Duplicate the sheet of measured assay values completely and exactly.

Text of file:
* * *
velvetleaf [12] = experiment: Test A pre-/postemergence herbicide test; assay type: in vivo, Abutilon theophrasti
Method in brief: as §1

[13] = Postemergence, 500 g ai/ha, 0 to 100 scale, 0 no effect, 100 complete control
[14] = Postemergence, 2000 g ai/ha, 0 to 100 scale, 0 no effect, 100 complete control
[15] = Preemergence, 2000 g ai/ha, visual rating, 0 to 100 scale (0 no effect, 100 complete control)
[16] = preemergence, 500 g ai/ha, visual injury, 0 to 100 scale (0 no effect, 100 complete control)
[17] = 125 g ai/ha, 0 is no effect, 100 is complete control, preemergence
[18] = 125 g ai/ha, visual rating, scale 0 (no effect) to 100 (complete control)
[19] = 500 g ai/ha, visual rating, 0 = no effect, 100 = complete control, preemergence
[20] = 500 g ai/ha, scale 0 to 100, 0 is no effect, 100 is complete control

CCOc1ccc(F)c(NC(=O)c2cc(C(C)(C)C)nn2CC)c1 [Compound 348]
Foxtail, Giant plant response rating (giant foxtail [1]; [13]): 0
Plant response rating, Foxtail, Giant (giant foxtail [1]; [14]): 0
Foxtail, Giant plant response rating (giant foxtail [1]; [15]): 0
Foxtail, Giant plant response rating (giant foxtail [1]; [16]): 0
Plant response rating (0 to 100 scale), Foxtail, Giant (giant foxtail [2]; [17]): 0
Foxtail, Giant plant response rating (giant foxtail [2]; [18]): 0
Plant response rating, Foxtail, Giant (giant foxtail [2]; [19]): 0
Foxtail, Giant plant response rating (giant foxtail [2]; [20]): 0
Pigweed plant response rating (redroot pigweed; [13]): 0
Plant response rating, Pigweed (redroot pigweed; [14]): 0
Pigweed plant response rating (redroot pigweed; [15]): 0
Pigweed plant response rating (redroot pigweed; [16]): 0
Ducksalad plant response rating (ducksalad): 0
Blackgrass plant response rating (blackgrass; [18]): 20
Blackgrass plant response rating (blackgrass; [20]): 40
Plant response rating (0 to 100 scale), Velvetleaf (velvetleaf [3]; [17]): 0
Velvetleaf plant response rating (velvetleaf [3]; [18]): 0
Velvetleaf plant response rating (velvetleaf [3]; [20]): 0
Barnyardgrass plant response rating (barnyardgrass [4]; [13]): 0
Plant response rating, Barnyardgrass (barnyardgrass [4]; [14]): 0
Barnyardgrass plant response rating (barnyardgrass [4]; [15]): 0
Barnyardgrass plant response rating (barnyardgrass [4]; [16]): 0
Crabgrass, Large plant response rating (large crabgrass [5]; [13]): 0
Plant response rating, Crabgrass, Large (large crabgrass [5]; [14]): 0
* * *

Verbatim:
velvetleaf [12] = experiment: Test A pre-/postemergence herbicide test; assay type: in vivo, Abutilon theophrasti
Method in brief: as §1

[13] = Postemergence, 500 g ai/ha, 0 to 100 scale, 0 no effect, 100 complete control
[14] = Postemergence, 2000 g ai/ha, 0 to 100 scale, 0 no effect, 100 complete control
[15] = Preemergence, 2000 g ai/ha, visual rating, 0 to 100 scale (0 no effect, 100 complete control)
[16] = preemergence, 500 g ai/ha, visual injury, 0 to 100 scale (0 no effect, 100 complete control)
[17] = 125 g ai/ha, 0 is no effect, 100 is complete control, preemergence
[18] = 125 g ai/ha, visual rating, scale 0 (no effect) to 100 (complete control)
[19] = 500 g ai/ha, visual rating, 0 = no effect, 100 = complete control, preemergence
[20] = 500 g ai/ha, scale 0 to 100, 0 is no effect, 100 is complete control

CCOc1ccc(F)c(NC(=O)c2cc(C(C)(C)C)nn2CC)c1 [Compound 348]
Foxtail, Giant plant response rating (giant foxtail [1]; [13]): 0
Plant response rating, Foxtail, Giant (giant foxtail [1]; [14]): 0
Foxtail, Giant plant response rating (giant foxtail [1]; [15]): 0
Foxtail, Giant plant response rating (giant foxtail [1]; [16]): 0
Plant response rating (0 to 100 scale), Foxtail, Giant (giant foxtail [2]; [17]): 0
Foxtail, Giant plant response rating (giant foxtail [2]; [18]): 0
Plant response rating, Foxtail, Giant (giant foxtail [2]; [19]): 0
Foxtail, Giant plant response rating (giant foxtail [2]; [20]): 0
Pigweed plant response rating (redroot pigweed; [13]): 0
Plant response rating, Pigweed (redroot pigweed; [14]): 0
Pigweed plant response rating (redroot pigweed; [15]): 0
Pigweed plant response rating (redroot pigweed; [16]): 0
Ducksalad plant response rating (ducksalad): 0
Blackgrass plant response rating (blackgrass; [18]): 20
Blackgrass plant response rating (blackgrass; [20]): 40
Plant response rating (0 to 100 scale), Velvetleaf (velvetleaf [3]; [17]): 0
Velvetleaf plant response rating (velvetleaf [3]; [18]): 0
Velvetleaf plant response rating (velvetleaf [3]; [20]): 0
Barnyardgrass plant response rating (barnyardgrass [4]; [13]): 0
Plant response rating, Barnyardgrass (barnyardgrass [4]; [14]): 0
Barnyardgrass plant response rating (barnyardgrass [4]; [15]): 0
Barnyardgrass plant response rating (barnyardgrass [4]; [16]): 0
Crabgrass, Large plant response rating (large crabgrass [5]; [13]): 0
Plant response rating, Crabgrass, Large (large crabgrass [5]; [14]): 0